Remember Alberto Gonzales? Afraid so.

20 Apr

Public officials in real life can be their SNL caricatures. Listening to Gonzales testify, can certainly leave one with that impression. To say that “Mr. Gonzales came across as a dull-witted apparatchik incapable of running one of the most important departments in the executive branch,” (NY Times), would be being generous.

Both Republicans and Democrats picked Gonzales apart till he had nowhere to hide, except in the memory sinkhole. Gonzales used the phrase, “I don’t recall” a record 74 times (Nation pegs it at 64 plus numerous instances of “do-not-remember” and “can’t-quite-recollect” variations). It is no wonder I suppose then that he can’t recall Habeas Corpus or the Constitution. The phrase is set to become a “classic”, along with greats like Nixon’s, “I am not a crook” and Clinton’s, “I did not have sexual relations with that woman.”

Exasperated senators repeatedly expressed disbelief at Gonzales’ problems with remembering details of important events that happened less than six months ago. “He had no trouble remembering complaints from his bosses and Republican lawmakers about federal prosecutors who were not playing ball with the Republican Party’s efforts to drum up election fraud charges against Democratic politicians and Democratic voters. But he had no idea whether any of the 93 United States attorneys working for him — let alone the ones he fired — were doing a good job prosecuting real crimes.” (NY Times)

Senators, smelling blood, jabbed him repeatedly with pointed remarks. Sen. Specter (R-PA), thoroughly annoyed with Gonzales’ smart aleck response to the question about whether he was prepared for the press conference in which he stated that he had a ‘limited’ role in the firings, quipped, “I don’t think you’re going to win a debate about your preparation, frankly. But let’s get — let’s get to the facts. I’d like you to win this debate.” The most pointed comment though came from Sen. Lindsey Graham (R-SC), who said say, “I don’t believe that you’re involved in a conspiracy to fire somebody because they wouldn’t prosecute a particular enemy of a politician or a friend of a politician. But at the end of the day, you said something that struck me: that sometimes it just came down to these were not the right people at the right time. If I applied that standard to you, what would you say?”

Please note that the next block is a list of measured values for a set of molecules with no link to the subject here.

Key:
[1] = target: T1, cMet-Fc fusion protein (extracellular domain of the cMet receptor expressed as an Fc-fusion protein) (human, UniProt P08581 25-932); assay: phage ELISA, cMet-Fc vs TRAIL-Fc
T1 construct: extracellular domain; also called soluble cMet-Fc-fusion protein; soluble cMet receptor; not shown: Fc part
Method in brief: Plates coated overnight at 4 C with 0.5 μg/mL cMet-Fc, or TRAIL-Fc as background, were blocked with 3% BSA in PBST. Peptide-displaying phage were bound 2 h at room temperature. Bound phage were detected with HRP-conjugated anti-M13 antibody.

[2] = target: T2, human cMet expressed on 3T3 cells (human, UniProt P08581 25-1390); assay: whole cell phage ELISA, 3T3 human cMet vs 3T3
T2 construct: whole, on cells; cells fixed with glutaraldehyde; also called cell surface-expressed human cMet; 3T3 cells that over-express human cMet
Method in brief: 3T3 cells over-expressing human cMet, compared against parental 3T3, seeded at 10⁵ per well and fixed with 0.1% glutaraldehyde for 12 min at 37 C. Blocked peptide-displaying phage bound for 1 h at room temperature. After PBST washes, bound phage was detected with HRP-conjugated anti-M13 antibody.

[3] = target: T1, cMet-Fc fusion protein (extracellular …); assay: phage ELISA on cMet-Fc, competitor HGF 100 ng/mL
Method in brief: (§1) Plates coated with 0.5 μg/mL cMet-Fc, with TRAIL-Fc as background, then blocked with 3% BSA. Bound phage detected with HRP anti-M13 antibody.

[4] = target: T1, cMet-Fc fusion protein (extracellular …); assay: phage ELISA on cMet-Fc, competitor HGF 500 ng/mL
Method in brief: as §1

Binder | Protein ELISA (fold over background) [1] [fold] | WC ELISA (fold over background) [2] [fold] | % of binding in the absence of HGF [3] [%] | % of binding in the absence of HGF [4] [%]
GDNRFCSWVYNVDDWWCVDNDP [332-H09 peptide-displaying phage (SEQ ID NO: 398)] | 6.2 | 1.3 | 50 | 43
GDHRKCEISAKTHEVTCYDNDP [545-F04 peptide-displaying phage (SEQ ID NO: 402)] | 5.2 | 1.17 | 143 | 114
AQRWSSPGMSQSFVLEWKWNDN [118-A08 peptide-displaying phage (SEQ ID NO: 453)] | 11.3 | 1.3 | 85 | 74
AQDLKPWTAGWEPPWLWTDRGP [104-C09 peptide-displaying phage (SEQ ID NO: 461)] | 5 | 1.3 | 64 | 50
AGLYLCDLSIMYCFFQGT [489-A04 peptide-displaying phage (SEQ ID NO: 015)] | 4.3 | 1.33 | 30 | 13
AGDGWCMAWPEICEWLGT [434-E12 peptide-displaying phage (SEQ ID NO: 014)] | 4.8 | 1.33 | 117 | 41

The Ken Lay defense
“Well, again, as — I accept responsibility for everything that happens here within this department. But when you have 110,000 people working in the department obviously there are going to be decisions that I’m not aware of in real time. Many decisions are delegated. We have people who were confirmed by the Senate who, by statute, have been delegated authority to make decisions.”
DOJ transcript

Memory Hole Defense
“Specter: Were you involved in the decision on the removal of Arkansas US Attorney Bud Cummings as Kyle Sampson testified?
Gonzales: Senator, I have no recollection about that, but I presume that is true.”

I don’t recall but that doesn’t mean it wasn’t the right decision
Answering to Sen. Brownback’s question about why he fired Bogden, Gonzales said, “I do not recall what I knew about Mr. Bogden on December 7th. That’s not to say that I wasn’t given a reason; I just don’t recall the reason.”

In the end, Gonzales explained, even though he did not know why he fired Bogden, “I believe it was still the right decision.””

The non-strategy
Gonzales’ strategy was that of equivocation and evasion. As was apparent during the grilling, the strategy didn’t go well. It is a bit surprising why the administration went with this strategy rather than use the partisan card to stifle the debate. The fact is that incompetence looks much worse on television than partisanship. The incompetence strategy left Gonzales exposed on one other key front – it precluded support from even the reliable party hacks like Corbyn and Graham. Gonzales has battled Senate successfully on multiple issues – Guantanamo Bay and Abu Ghraib come to mind – by repeatedly taking out the partisan card. Had the issue been dealt with by Republicans in a way in which they could show that it was assertive defiant partisanship that led to the firings, they would have withstood the assault better.

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